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Articles in regional publications that pertain to a wide range of North Carolina-related topics.

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8 results for Spiders
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Record #:
2672
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Abstract:
The spruce-fir moss spider, which measures one-eighth of an inch and lives only in the Southern Appalachians, is in danger of extinction. In February, 1995, it was listed as an endangered species.
Source:
Friend of Wildlife (NoCar Oversize SK 431 F74x), Vol. 44 Issue 1, Fall 1995, p16, il
Record #:
25838
Author(s):
Abstract:
Dr. Jason Bond, professor of biology at East Carolina, has just received three National Science Foundation grants to study spiders and millipedes. The research will focus on cataloging species from around the world, examining biodiversity and evolutionary biology with the aid of undergraduate and graduate students.
Source:
Edge (NoCar LD 1741 E44 E33), Vol. Issue , Spring 2006, p27 Periodical Website
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Record #:
26411
Author(s):
Abstract:
The spruce-fir moss spider, which measures one-eighth of an inch and lives only in the Southern Appalachians, is in danger of extinction. In February, 1995, it was listed as an endangered species.
Source:
Friend of Wildlife (NoCar Oversize SK 431 F74x), Vol. 44 Issue 1, Winter 1996, p16, il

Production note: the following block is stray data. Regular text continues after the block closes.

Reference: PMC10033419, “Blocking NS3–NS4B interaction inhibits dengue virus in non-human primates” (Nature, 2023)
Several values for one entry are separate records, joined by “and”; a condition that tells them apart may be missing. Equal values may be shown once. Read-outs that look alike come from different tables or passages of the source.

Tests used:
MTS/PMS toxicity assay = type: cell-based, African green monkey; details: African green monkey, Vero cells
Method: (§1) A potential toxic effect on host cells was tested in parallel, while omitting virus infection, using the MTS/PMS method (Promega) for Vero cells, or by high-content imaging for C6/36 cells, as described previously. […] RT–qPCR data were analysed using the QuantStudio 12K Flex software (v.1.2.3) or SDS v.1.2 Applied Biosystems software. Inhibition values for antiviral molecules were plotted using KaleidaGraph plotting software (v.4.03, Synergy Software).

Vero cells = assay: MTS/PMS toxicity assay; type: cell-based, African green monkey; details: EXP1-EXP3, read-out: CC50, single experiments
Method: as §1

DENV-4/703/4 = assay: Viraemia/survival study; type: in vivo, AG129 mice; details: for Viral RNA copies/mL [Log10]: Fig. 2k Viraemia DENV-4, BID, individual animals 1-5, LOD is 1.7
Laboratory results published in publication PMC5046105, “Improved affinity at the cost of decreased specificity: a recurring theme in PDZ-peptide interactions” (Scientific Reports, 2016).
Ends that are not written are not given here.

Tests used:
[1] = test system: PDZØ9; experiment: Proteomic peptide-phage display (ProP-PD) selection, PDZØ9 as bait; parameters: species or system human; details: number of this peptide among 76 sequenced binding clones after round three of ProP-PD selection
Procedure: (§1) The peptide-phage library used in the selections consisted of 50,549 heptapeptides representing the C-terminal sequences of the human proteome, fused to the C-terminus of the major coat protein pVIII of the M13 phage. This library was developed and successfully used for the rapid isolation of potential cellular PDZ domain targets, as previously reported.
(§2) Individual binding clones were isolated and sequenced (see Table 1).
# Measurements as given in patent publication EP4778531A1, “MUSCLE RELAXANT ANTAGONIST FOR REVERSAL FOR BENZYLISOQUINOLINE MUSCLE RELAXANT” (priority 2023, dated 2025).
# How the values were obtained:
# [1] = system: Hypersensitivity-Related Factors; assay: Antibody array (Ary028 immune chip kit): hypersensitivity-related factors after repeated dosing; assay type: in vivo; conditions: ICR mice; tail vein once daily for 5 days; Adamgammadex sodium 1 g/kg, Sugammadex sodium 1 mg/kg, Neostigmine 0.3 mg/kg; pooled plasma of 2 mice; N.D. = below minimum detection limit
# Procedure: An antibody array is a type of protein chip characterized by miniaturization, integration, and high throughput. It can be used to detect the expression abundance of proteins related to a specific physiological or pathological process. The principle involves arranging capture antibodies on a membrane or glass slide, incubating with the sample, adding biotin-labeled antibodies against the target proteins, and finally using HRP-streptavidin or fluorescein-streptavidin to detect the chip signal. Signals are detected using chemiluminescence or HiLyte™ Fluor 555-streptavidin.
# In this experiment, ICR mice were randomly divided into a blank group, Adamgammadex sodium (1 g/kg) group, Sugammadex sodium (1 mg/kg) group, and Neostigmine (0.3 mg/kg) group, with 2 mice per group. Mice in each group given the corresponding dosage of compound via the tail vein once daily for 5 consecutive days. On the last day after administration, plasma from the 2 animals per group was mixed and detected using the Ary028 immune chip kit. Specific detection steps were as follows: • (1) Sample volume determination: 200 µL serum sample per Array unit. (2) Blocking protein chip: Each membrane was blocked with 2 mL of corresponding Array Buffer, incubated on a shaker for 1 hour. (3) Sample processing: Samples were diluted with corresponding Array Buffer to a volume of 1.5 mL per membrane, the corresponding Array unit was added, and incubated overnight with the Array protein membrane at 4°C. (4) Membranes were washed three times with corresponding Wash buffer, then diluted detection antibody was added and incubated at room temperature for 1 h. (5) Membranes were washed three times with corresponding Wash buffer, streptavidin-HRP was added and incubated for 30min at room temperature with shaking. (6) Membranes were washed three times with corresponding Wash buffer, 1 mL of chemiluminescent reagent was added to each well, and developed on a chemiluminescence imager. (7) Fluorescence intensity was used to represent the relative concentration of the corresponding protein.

Record #:
9019
Author(s):
Abstract:
In this seventh of a series about wildlife species that have “Carolina” in their common or scientific name, Godfrey describes the Carolina wolf spider. This large spider is unusual for two reasons: it does not spin a web to capture prey, preferring to run it down, and it is among the very few non-vertebrates which show any interest in their young other than as menu items.
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Record #:
4709
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The spider is one of mankind's most beneficial creatures, but its appearance is often frightening to those it helps. Around 3,000 species of spiders live in North America, and 1,500 of them make their home in North Carolina. Ellis describes a number of the spiders and their web building and hunting techniques.
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Record #:
10305
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Marsh observes and describes an intriguing inhabitant in his back yard--a golden orb spider.
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Record #:
28342
Abstract:
The diversity and seasonal abundance of arthropods (insects and spiders) associated with two old growth and two secondary growth stands of eastern hemlock were assessed in the Great Smoky Mountains National Park. More arthropods were captured in secondary growth hemlock stands than in old growth stands.
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Record #:
36197
Author(s):
Abstract:
To help draw the line between harmful or harmless insects is a description of ten, many which can be found in gardens. Harmless are pillbugs, common whitetail skimmer, bald faced hornet, and spiny back orb weaver. Destructive are harlequin bug, saddleback caterpillar, three lined potato beetle, wooly bear caterpillar, black carpenter and kudzu bug.
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